The Search For Nick Mellet Continues

The Search For Nick Mellet Continues

Courtesy of WOWSA, Huntington Beach, California.

There was no precedent or handbook on what the aQuellé Midmar Mile race director Wayne Ridden faced at this year’s race. Days before the 38th annual swim, he was confirming details and coordinating an experienced army of hundreds of staff and volunteers on everything from late entries and protocols surrounding the participation of the future royal princess Charlene Wittstock. But his greatest concern was always safety.

We had a heart attack victim a few year ago, but I have always feared someone going down,” said Wayne a few days before this year’s event.

It was a worse-case scenario that Wayne had feared – and faced when 45-year-old Nick Mellet apparently collapsed and went down unseen during his mile heat in the over-30 age-group. Despite the presence of the South African Navy under the command of an experienced Rear Admiral and 8 divers positioned under the water, Nick went unnoticed somewhere around the 800-1200 meter mark in the straight-line 1600-meter course in the relatively flat conditions under slightly windy conditions and bright sunny skies. With hundreds of swimmers around him and thousands of people onshore, nothing was seen or reported until after Nick was expected to finish.

Jack Haskins of the Pietermaritzburg Dog Unit told the local press, “The problem is that no one saw anything or reported seeing a man struggling during the race. And the dam is very big and the water levels are high so it is very challenging for us to locate the whereabouts of the body.”

Neither the 120 lifeguards positioned approximately 50 meters apart on either side of the course nor the dozens of safety or official or media boats saw Nick raise his hands or go under. Once alerted to the situation, Wayne and the safety officials immediately implemented their safety protocols and met with the family after Nick’s transponder was not identified as crossing the finish line.

Nick was fit. He did the seeding event (for the Midmar Mile) only a few weeks ago,” said press liaison Neville Smith. “Jack Haskins and his dog were on the course, but he couldn’t pick up a scent because of the wind.” Jack and his dog who have been sent by the South African government on numerous humanitarian and disaster missions around the world continued to search for Nick on Saturday under it was too dark to continue.

Before the race, the athletes are given clear instructions what to do in case of an emergency or if they have any fears. “When we had the swimmer have a heart attack a few years ago, we got him out of the water and in an ambulance quickly. His family knew he received good medical care,” recalled Wayne.

Divers scoured the venue using their ample resources throughout the day and into the evening as Nick’s parents and fiancee feared the worse. Wayne and the safety staff who had never experienced anything like this in the previous 37 races, worked with the local police Search and Rescue Unit, Army personnel, Navy divers, Ezemvelo KZN Wildlife staff strategizing and continuing the search. The next morning, an airplane was brought in to do flyovers over the still morning waters. Nick was wearing a yellow cap so the hope was to find him in the relatively clear waters. “But some places in the dam are up to 30 meters deep,” explained Neville when the search failed to come up with anything on the second day.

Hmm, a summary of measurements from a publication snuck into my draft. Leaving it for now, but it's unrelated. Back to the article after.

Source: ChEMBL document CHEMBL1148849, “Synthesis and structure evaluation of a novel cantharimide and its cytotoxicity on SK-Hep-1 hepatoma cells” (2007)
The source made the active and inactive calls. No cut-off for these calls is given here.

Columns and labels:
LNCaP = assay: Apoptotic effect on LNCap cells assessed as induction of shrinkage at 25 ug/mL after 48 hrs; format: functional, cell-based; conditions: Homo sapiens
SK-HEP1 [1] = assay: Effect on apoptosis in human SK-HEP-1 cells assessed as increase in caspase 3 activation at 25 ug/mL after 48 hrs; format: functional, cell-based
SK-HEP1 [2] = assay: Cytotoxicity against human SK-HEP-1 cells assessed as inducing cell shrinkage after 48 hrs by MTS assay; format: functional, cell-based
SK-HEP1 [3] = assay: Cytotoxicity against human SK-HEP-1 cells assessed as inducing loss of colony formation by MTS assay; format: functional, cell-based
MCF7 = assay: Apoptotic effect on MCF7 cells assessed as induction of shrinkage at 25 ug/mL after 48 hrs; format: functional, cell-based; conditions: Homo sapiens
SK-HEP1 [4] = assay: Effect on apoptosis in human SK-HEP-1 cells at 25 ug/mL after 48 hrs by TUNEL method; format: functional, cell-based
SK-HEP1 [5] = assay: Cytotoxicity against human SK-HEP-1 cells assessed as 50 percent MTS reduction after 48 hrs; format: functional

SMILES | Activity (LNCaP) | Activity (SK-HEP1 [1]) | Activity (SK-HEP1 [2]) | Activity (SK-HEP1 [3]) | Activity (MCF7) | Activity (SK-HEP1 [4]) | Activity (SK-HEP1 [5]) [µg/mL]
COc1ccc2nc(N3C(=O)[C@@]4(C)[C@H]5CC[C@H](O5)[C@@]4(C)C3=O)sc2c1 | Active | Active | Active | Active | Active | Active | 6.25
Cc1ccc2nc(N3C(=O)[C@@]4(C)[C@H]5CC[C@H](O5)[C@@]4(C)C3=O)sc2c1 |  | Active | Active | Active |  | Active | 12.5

Early the next day (on Sunday), we continued the search,” said Wayne who was visibly shaken as he continued to direct the world’s largest open water race. “We only started Sunday’s heats after receiving the permission from his family. The overall mood of the event was depressing. The event would obviously not have taken place if we knew what would have happened.”

Thousands of swimmers and spectators waited onshore in respect of the situation and the family. Even with a helicopter overhead and ample resources searching every part of the course and under the water in boats and paddle boards, nothing was found throughout the day and evening, not even hints of his whereabouts.

On Monday morning with no wind at all, the dam was glassy flat for the 3K race that culminated the aQuelle Midmar Mile. Army, Navy and police divers again came up empty as they searched the dam bottom and waters around the venue. Experts say that decomposition begins to occur and gasses released inside the human body causes it to float with a few hours to a few days depending on a variety of circumstances. The water at the bottom may be sufficiently cold to prevent decomposition gasses from floating the body or puncture wounds may release trapped gasses.

For the third straight day, his family was shaken but not close to giving up hope to find Nick. Rok Kerin of Slovenia who also swam at the FINA 10K Marathon Swimming World Cup in the United Arab Emirates in 2010 when Fran Crippen died said, “I can’t believe this happened again. What happened? What can be done?” It was a question that weighed heavily on everyone’s mind. With 16,500 swimmers entering the water in different heats with safety personnel below, on and above the water, no one had the answer. The search continues for Nick for the fourth day.

We review everything in detail after the race is over and go over the entire race and our safety protocols,” commented Neville.

Postscript: Nick Mellet’s body surfaced at mid-day on Wednesday, four days after the tragedy, and was recovered by the South Africa Police Service with Jack Haskins at the investigating officer.

Copyright © 2011 by World Open Water Swimming Association